Thirty episodes later, I feel like I’m part of some sort of hidden cultural lexicon. I now know where Druggachusetts is, and how insane that guy’s taint is, and many other things that [exclusivity coming] just wouldn’t make sense in a world without Mr. Show. It’s an intense, weird investment of time, definitely “patchy” (as it was described to me before I watched it), but if you’re a self-proclaimed comedy nerd, it’s worth it. And then you’ll be able to bring it up in conversation and be that person that made the profane reference that no one gets. (I’m speaking from experience.)
Flower-sweatered and beat-up-shortsed David Cross and crisp-suited Bob Odenkirk are weird guys, and they sort of eschew mainstream sketch comedy. Odenkirk was actually a writer on SNL for a little bit, and as I learned in a book I’ll be reviewing shortly on this here blog, he wasn’t a huge fan of the way things worked over there. To each his own, for sure. And so he and Cross did their own thing, on a network that allowed swearing and nudity and general heathenness, and the results were oft hilarious. Oft not, too, but that’s part of it. They were giving their version of a sketch comedy show a shot, and in the process they also trained a bunch of writers who have now come to be the leaders of LA alt-comedy, like Paul F. Tompkins, Scott Aukerman, Sarah Silverman, Tom Kenny, John Ennis, Scott Adsit, Jay Johnston, and Brian Posehn. The world is an odder, better place because these guys are making it funnier. Trust. And, even more credit to these, they’ve all aged incredibly well. It’s not often that you look better at 40ish than at 25ish. (PFT gets more dapper with age, folks.) It’s pretty fun seeing them all as kids, clearly goofing around and having the greatest time. It’s like The State, except it’s not The State. Apples and oranges, but still fruit nonetheless.
Odenkirk and Cross are still at the tops of their games, branching out into different kinds of acting while always remaining somewhat oddball. If you closely examine Saul Goodman on Breaking Bad, for example, you see that he’s not really a straight-up serious portrayal; Bob Odenkirk does it a bit tongue-in-cheek. Conversely, on Arrested Development, there’s an earnestness to David Cross’ Tobias Funke that’s almost tragic. These guys commit so well to their characters, no matter the size of the role, that it’s impossible to tell when they’re joking around because they’ve got sincerity nailed. Maybe that’s why their sketches worked so well even when they didn’t look the part. They committed.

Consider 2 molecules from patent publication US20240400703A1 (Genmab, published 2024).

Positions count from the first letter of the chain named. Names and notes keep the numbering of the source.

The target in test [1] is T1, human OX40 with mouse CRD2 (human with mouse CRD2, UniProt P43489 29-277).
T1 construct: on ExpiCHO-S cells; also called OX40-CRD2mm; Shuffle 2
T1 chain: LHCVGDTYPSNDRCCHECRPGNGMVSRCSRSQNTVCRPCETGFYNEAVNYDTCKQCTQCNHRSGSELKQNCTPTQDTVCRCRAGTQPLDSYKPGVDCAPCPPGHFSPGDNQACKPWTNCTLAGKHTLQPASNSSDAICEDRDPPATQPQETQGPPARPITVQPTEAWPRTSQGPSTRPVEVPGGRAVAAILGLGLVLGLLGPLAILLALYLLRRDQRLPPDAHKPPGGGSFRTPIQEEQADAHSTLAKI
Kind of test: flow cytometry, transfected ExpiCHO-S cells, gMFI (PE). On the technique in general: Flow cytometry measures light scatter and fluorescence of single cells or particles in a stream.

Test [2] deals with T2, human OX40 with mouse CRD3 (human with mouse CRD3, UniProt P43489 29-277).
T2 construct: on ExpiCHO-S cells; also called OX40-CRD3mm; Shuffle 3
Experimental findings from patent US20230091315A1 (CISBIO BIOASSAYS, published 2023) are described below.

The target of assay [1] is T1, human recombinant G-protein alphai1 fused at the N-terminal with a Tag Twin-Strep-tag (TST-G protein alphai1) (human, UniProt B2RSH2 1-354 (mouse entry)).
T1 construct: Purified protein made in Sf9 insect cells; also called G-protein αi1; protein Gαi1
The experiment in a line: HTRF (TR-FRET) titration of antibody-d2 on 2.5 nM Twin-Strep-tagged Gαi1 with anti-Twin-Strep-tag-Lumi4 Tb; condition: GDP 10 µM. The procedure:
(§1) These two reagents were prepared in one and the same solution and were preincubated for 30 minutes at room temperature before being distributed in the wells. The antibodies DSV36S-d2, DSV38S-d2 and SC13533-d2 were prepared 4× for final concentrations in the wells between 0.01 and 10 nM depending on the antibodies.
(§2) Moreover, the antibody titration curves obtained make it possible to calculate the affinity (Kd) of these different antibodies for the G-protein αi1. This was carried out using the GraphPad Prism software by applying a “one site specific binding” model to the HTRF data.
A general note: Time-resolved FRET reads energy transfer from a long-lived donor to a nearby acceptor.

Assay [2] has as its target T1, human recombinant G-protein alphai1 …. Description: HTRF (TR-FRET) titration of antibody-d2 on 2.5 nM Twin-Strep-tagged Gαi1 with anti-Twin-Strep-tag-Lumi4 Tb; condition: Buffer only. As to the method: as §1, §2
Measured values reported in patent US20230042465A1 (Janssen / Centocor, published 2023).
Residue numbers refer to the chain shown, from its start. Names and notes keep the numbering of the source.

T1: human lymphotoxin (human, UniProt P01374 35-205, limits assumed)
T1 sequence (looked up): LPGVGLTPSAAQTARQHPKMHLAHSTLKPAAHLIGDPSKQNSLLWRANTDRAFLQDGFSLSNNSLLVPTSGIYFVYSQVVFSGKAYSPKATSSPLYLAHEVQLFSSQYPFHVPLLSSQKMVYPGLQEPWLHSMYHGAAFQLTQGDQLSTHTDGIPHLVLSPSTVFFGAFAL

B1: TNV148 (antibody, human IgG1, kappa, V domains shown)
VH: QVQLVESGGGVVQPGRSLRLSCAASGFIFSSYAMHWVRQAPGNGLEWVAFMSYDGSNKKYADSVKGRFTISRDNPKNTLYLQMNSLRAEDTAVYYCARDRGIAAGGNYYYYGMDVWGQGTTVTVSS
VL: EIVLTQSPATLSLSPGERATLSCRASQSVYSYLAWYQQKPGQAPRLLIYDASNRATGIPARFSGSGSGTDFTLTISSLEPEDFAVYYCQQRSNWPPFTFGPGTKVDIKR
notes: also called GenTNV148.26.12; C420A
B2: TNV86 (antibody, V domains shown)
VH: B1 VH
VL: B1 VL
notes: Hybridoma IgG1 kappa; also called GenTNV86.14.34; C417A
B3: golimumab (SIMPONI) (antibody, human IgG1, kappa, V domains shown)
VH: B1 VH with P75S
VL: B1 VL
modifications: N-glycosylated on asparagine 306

Before I shut up and let some of my favorite sketches speak for themselves, there is a very special, brilliant aspect of Mr. Show that can’t be conveyed in YouTube clips. It’s the fact that these guys made a point of unifying all the sketches within a show, be it under a single theme or through some sort of hilariously weak connection between the last scene of one sketch and the first scene of the next. Shows just don’t think about that continuity anymore, though admittedly commercials probably prevent it from being a more prevalent feature, but it was incredibly refreshing to see just how much thought went into the show as a whole, and to see all the sketches flow so smoothly into one another. It was as close to old-fashioned, I Love Lucy TV integrity that a show with this much talk of boobs and balls could have. I digress, though. Here are the bits that cracked me up the most:
“Change for a Dollar” from “The Cry of a Hungry Baby,” Season 1, Episode 1
“Drunk Cops” from “The Biggest Failure in Broadway History,” Season 2, Episode 3
“Everest” from “The Story of Everest,” Season 4, Episode 4
“Inside the Actor” from “Sad Songs are Nature’s Onions,” Season 4, Episode 9
Finally, my absolute favorite, “Swear to God.”